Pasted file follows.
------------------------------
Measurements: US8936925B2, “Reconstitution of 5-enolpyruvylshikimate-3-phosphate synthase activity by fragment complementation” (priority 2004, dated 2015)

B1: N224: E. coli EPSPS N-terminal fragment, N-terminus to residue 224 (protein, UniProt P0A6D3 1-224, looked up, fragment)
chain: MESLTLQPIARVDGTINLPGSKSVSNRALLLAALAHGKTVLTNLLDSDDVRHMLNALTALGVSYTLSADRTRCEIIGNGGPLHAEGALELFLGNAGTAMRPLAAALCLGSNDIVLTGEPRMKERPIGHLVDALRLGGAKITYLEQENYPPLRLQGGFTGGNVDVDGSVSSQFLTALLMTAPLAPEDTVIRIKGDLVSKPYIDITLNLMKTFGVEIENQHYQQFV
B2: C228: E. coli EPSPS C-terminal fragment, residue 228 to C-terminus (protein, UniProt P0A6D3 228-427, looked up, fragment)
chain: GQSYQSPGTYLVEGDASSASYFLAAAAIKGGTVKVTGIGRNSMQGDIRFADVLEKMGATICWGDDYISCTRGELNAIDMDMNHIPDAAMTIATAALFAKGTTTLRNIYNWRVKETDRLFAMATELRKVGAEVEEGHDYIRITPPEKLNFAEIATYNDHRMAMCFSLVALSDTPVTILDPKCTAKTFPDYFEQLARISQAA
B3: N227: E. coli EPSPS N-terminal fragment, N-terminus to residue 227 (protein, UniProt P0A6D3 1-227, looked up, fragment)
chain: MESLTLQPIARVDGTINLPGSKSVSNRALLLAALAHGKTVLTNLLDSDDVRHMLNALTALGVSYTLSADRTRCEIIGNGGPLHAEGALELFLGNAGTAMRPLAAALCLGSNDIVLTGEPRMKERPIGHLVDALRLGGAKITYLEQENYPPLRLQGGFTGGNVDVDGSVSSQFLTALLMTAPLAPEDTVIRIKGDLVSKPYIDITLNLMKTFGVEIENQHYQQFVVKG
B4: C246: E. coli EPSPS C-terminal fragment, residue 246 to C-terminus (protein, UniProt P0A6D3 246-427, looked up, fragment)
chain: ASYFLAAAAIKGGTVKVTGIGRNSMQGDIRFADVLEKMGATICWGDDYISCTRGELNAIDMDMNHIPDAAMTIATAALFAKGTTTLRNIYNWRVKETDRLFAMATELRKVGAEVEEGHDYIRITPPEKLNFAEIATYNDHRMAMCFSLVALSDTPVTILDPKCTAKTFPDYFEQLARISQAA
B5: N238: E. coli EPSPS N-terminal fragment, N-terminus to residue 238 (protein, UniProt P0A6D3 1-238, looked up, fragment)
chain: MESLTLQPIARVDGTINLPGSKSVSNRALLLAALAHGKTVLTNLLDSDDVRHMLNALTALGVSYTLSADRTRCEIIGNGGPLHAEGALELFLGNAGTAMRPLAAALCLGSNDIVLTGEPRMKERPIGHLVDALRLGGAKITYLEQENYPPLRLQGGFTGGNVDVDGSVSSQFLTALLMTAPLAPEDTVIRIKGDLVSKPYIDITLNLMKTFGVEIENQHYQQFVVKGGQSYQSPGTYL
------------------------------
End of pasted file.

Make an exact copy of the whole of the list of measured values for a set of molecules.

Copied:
Measurements: US8936925B2, “Reconstitution of 5-enolpyruvylshikimate-3-phosphate synthase activity by fragment complementation” (priority 2004, dated 2015)

B1: N224: E. coli EPSPS N-terminal fragment, N-terminus to residue 224 (protein, UniProt P0A6D3 1-224, looked up, fragment)
chain: MESLTLQPIARVDGTINLPGSKSVSNRALLLAALAHGKTVLTNLLDSDDVRHMLNALTALGVSYTLSADRTRCEIIGNGGPLHAEGALELFLGNAGTAMRPLAAALCLGSNDIVLTGEPRMKERPIGHLVDALRLGGAKITYLEQENYPPLRLQGGFTGGNVDVDGSVSSQFLTALLMTAPLAPEDTVIRIKGDLVSKPYIDITLNLMKTFGVEIENQHYQQFV
B2: C228: E. coli EPSPS C-terminal fragment, residue 228 to C-terminus (protein, UniProt P0A6D3 228-427, looked up, fragment)
chain: GQSYQSPGTYLVEGDASSASYFLAAAAIKGGTVKVTGIGRNSMQGDIRFADVLEKMGATICWGDDYISCTRGELNAIDMDMNHIPDAAMTIATAALFAKGTTTLRNIYNWRVKETDRLFAMATELRKVGAEVEEGHDYIRITPPEKLNFAEIATYNDHRMAMCFSLVALSDTPVTILDPKCTAKTFPDYFEQLARISQAA
B3: N227: E. coli EPSPS N-terminal fragment, N-terminus to residue 227 (protein, UniProt P0A6D3 1-227, looked up, fragment)
chain: MESLTLQPIARVDGTINLPGSKSVSNRALLLAALAHGKTVLTNLLDSDDVRHMLNALTALGVSYTLSADRTRCEIIGNGGPLHAEGALELFLGNAGTAMRPLAAALCLGSNDIVLTGEPRMKERPIGHLVDALRLGGAKITYLEQENYPPLRLQGGFTGGNVDVDGSVSSQFLTALLMTAPLAPEDTVIRIKGDLVSKPYIDITLNLMKTFGVEIENQHYQQFVVKG
B4: C246: E. coli EPSPS C-terminal fragment, residue 246 to C-terminus (protein, UniProt P0A6D3 246-427, looked up, fragment)
chain: ASYFLAAAAIKGGTVKVTGIGRNSMQGDIRFADVLEKMGATICWGDDYISCTRGELNAIDMDMNHIPDAAMTIATAALFAKGTTTLRNIYNWRVKETDRLFAMATELRKVGAEVEEGHDYIRITPPEKLNFAEIATYNDHRMAMCFSLVALSDTPVTILDPKCTAKTFPDYFEQLARISQAA
B5: N238: E. coli EPSPS N-terminal fragment, N-terminus to residue 238 (protein, UniProt P0A6D3 1-238, looked up, fragment)
chain: MESLTLQPIARVDGTINLPGSKSVSNRALLLAALAHGKTVLTNLLDSDDVRHMLNALTALGVSYTLSADRTRCEIIGNGGPLHAEGALELFLGNAGTAMRPLAAALCLGSNDIVLTGEPRMKERPIGHLVDALRLGGAKITYLEQENYPPLRLQGGFTGGNVDVDGSVSSQFLTALLMTAPLAPEDTVIRIKGDLVSKPYIDITLNLMKTFGVEIENQHYQQFVVKGGQSYQSPGTYL